We have been doing medieval re-enactment for the last 13 years. We belong to a small group called the Swords of Mercia, there are about 15 of us and sometimes we do shows with just our group at various castles and historic sites in the UK.This picture shows me (I’m the nun) and the kitchen peasant (my friend Bev from my previous group Order of Fighting Knights) at Ashby de la Zouche Castle.

Kitchen at camp

This is a picture all of our old group’s tents taken from the tower of the same castle a few of years ago.
Ashby camp

The insides of some of the tents had beds, hangings, chests and ornaments. As you can imagine people are always really surprised to see inside the tent and can’t believe we really slept there.

Our medieval tent
Our double bed inside the tent
The living room in the tent

Other times we meet up at bigger events (known as multibashes!) where there can be anything from 100 to 1000 knights on the battlefield. We portray the period from 1300 to 1470 depending on the event so our costumes, weapons and armour change each weekend depending on the date of that event. We make the majority of our costume which gives me a chance to practise my not very accurate dressmaking skills (I am far better at headgear and embroidery!).

The whole family really enjoy doing this and we have made some fantastic friends through it. As well as the battles we also have banquets – the second picture here shows me at one  a couple of years ago in Wales, I am very proud to say that I make most of our costumes including the hats though not the black velvet bag which my fantastically talented friend Kat made for me. Do go and see her wonderful creations on her web site.The woman is a genius!


Alison at banquet

I have three roles in re-enactment – the one I do depends on the event usually. If it is a show with just our group I portray Sister Margaret, a Carmelite nun and widow. This is a wonderful role as I get to stitch all day, I have displays of the costumes and headresses that I have made people are always really interested in this. All the little girls (and some of the boys!) who visit get a chance to try on the headresses which they love.  I have also started weaving and we demonstrate how to weave what are known as ‘narrow wares’ which is braid using a lucet and a trollen wheel.

When we go to bigger events the other role I portray is that of a water carrier, an archer’s widow who is on the battlefield dispensing water to the troops ( and fixing helmet straps, sorting out gauntlets and occaisionally mopping up blood!). I came across this role by accident as we were at an event a few years ago when they were very short of water carriers so asked for volunteers. I did not have any suitable costume with me so borrowed some clothes and a helmet from a friend and went on – lots of cannon and arrows which was a bit scary but generally it is great fun. For this role I wear a linen shift (which is a bit like an old fashioned nightie)  and a linen dress. I am quite posh as I have two linen dresses but that is mainly as I often spill something down one when back at the tent sorting out lunch!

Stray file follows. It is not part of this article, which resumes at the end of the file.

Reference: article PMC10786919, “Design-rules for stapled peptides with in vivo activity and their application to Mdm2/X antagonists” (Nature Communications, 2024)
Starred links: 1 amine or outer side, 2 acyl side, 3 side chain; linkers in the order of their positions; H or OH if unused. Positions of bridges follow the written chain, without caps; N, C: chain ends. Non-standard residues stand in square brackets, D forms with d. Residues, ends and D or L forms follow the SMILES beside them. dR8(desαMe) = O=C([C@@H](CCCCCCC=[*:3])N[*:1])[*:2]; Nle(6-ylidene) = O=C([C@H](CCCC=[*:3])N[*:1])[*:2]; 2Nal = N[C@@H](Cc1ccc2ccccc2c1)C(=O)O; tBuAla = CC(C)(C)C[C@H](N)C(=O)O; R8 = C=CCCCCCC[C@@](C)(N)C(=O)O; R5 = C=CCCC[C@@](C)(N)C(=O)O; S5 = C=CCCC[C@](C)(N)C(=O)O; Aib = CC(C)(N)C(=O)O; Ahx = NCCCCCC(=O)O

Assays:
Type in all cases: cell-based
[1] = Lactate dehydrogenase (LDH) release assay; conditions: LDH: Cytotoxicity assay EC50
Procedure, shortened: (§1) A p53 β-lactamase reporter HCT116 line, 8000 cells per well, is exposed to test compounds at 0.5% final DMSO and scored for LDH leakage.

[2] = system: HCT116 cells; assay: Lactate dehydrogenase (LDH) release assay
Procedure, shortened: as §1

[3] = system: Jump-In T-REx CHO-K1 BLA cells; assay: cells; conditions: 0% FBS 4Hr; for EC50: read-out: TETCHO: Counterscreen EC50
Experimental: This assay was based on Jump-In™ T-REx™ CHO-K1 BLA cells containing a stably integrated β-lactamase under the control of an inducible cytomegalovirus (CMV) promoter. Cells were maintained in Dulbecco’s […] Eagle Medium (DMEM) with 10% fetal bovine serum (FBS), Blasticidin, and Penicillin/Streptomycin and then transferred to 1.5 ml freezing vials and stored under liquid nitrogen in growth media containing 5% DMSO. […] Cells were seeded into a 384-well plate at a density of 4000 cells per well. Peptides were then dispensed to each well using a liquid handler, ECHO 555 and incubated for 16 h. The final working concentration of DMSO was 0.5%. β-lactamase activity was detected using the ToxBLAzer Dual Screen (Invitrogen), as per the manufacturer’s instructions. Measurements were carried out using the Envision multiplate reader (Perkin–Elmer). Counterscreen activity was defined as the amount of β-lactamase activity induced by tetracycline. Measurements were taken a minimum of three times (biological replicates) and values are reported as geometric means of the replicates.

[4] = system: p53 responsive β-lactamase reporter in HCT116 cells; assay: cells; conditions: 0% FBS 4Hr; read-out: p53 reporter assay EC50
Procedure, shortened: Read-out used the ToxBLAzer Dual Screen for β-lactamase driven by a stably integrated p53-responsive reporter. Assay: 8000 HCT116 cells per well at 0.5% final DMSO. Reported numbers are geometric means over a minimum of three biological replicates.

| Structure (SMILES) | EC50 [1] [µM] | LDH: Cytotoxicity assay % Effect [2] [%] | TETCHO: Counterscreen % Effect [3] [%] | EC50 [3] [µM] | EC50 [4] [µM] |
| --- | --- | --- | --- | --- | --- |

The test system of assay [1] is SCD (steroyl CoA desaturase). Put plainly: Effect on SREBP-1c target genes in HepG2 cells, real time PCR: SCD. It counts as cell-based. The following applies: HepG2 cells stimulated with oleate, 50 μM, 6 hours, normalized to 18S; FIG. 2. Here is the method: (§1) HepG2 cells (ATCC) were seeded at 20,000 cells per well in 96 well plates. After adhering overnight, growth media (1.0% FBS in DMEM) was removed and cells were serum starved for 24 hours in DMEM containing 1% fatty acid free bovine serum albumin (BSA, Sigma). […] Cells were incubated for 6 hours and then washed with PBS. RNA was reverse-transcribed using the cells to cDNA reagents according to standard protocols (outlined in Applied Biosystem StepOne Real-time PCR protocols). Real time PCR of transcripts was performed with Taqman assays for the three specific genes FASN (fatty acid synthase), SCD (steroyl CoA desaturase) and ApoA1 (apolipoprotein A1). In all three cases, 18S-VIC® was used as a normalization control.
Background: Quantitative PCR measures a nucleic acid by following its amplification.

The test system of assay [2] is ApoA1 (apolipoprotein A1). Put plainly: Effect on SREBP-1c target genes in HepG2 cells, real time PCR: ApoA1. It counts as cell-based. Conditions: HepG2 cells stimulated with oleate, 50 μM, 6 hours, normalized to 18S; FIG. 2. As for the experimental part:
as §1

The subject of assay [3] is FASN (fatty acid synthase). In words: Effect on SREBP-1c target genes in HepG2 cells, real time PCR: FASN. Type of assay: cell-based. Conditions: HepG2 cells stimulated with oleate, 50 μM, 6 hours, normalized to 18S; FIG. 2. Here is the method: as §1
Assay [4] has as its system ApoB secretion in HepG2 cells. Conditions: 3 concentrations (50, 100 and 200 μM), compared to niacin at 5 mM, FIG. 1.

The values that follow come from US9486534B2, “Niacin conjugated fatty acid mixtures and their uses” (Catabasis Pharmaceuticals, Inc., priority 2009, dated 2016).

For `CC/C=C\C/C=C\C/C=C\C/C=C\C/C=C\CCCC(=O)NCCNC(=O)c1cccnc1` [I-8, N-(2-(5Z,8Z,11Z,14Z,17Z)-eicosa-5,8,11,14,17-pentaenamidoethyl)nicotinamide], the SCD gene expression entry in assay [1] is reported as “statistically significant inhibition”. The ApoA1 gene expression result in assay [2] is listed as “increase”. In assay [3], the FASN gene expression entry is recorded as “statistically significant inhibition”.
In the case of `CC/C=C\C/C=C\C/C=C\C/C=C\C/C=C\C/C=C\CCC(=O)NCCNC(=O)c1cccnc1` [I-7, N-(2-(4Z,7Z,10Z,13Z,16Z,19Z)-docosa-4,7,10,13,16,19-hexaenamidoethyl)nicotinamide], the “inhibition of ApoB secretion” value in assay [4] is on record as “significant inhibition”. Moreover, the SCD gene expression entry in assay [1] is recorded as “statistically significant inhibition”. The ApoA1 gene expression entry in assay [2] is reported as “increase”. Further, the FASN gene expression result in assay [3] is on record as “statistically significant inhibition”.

The troops are usually in full armour at most events and in the summer the temperature can reach 38 degrees. They fight for about an hour depending on the event with time spent assembling ( called muster) before they march on to the battlefield so we are usually busy giving people water throughout. I really enjoy it and I have met lots of new people through being on the battlefield. It is really nice when you go to the beer tent in the evening and they say hello and thanks for the water and it is nice to have a useful role at the bigger events.

My other role is as a medieval lady,  which is probably my least favourite one. Although I like making costume and headresses I do not relish wearing them as this involves getting into a tight corset, totally impractical dress and headress and parading around. All very well but since then I usually have to go back to the tent and get lunch and wash up and then change to water carry I do it very rarely though am getting more used to being a lady!. There are other people in the group who do the lady role so much better than me and do not get ratty when in a corset! You can see why women of status did not do much in those days – you can’t breathe or bend and any sudden movements make your headress or veil fall off! Give me a peasant costume any time!

Ladies at CosmestonKat and Richard

The picture below shows me at one of our shows talking about embroidery and costume. As you can see I have lots of examples to show the public – some done by me but I also have some fabulous goldwork bags which were made for me by Kat.

Embroidery talk